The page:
0 The Guide to the Guide

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The Philosophy Behind the Guide[edit | edit source]

This guide is for those brave souls who have a deep yearning to climb the cliff of modern physics. We intend the guide to be accessible to people at nearly any level of learning; giving a broad overview of the topics which are essential for engaging in a productive dialogue with the universe and its laws. In a typical undergraduate physics education, there is a very specific ordering in which topics are presented. Such an ordering is useful in so far as it provides students with a clear route up the cliff. Part of the art of climbing, however, is learning how to find one's own route up the cliff face, a skill not often learned in college. Indeed, finding new paths to familiar ideas is the skill which separates the good physicists from the mediocre. When extended, this skill allows one to free-climbing to new heights on the cliff face, the hallmark of an excellent physicist.

Here, we only intended to show you the cliff face while suggesting an admittedly vague path up the wall; it is nearly impossible to climb that which has not been seen. To this end, we will be following Roger Penrose's book The Road to Reality, whose chosen ordering of topics is sufficiently unorthodox as to preclude any attempts to skip the important step of learning to climb. Furthermore, it is the only book that I am aware of that contains nearly all the necessary concepts to deliver a student to the edge of that which is known. Due to the incredible breadth of subjects covered in the book, each chapter skips over a swath of ideas and does not fully expand upon the ideas presented. This collection of resources is intended to fill in these gaps and give direction to any sufficiently motivated autodidact staring longingly at the clouds. We call this method guided self-learning.

How to Use the Guide[edit | edit source]

First of all, let it be known that while the book is (necessarily) ordered linearly, you are by no means constrained to this ordering. Let your curiosity run wild! That being said, many of us like the structure that book provides, which each chapter coming after the next, so if you would like to read chapter by chapter, great, if you would like to skip around to what sounds interesting also great, but do not be surprised in either case if you run into many things that do not make sense upon a first read. This is where the guide comes in.

We have divided the guide into six sections:

  • Community Explanations
    • These are summaries of the key points in the chapter written by our community contributors. A quick way to review the contents of a chapter or just read an additional take on a given topic.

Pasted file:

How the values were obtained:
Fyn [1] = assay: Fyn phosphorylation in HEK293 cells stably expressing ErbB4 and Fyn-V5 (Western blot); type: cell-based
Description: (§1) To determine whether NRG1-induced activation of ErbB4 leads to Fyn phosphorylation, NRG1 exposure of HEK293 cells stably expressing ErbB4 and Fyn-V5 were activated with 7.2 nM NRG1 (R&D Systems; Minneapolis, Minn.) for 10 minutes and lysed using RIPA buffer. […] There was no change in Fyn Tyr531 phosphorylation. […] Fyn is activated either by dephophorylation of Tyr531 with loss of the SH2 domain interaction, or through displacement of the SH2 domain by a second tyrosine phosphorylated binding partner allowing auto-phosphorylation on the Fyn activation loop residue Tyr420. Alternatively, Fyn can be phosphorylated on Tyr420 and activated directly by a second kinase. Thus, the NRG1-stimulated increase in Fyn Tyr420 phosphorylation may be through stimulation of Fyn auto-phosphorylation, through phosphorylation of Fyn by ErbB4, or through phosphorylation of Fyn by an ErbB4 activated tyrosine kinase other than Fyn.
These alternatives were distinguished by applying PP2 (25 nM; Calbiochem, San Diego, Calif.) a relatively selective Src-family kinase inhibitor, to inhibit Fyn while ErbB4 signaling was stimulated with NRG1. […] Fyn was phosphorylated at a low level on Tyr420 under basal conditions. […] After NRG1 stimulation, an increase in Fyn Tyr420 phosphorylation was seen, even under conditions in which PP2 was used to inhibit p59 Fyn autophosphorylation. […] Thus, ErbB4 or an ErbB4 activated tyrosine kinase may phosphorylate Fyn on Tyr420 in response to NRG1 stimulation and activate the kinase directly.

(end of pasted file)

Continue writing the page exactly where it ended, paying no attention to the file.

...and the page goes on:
• Preliminaries
    • Resources covering concepts that we recommend you have a firm grasp on before going into a chapter. Knowledge of concepts covered in previous chapters is assumed.
  • Essential
    • Resources which we strongly believe will solidify the most important concepts presented within the chapter.
  • Recommended
    • Resources which should be reviewed if a given concept in the chapter just didn't quite click.
  • Further Reading
    • Resources, often textbooks, which constitute the next steps to understanding the topics presented in the chapter at a deeper level.
  • Art

Common Failure Modes[edit | edit source]

While these guides are intended to be accessible, make no mistake: learning physics is extremely challenging. If you commit sufficiently to this journey, it is liable to become one of the most difficult undertakings in your life, it is also likely to be one of the most rewarding. Below are two failure modes that you should be aware of:

  1. Thinking that you understand something when you don't: Words like energy, quantum, and electromagnetic field are bandied about casually in conversation, but most people, if challenged, would not truly know what these things mean. It is absolutely fine to not understand something, but we are all quite good at convincing ourselves that we understand something that we don not. We are all excellent self-deceivers. To prevent this problem, it is important that you challenge your understanding with practice problems covering any topics that you believe that you understand to confirm that this is true. This will slow you down in the short term, but over the long term, it will prevent you from wasting massive amounts of time having to unlearn your mistakes. Remember, slow is fast and fast is slow.
  2. Giving Up and Burning Out: Physics is brutally unforgiving. If you're wrong, you're wrong, and you're going to be wrong a lot before you start being right. For this reason, it is important to remember that our current knowledge about physics and math has been built up by some of the most brilliant people in the world over the course of thousands of years. It is bound to take a substantial amount of time to learn even a fraction of what has been discovered. You are not "stupid" if something doesn't make sense to you over the course of days, weeks, months, or even years. Confusion is an experience that unites all people who have ever studied physics; confusion is the indicator that you still have room to grow! The trick is to dive deep enough into the subject that some things are unfamiliar, but not so far that everything is unfamiliar. This positions you to learn new things without battering your confidence to the extent that you burn out and give up.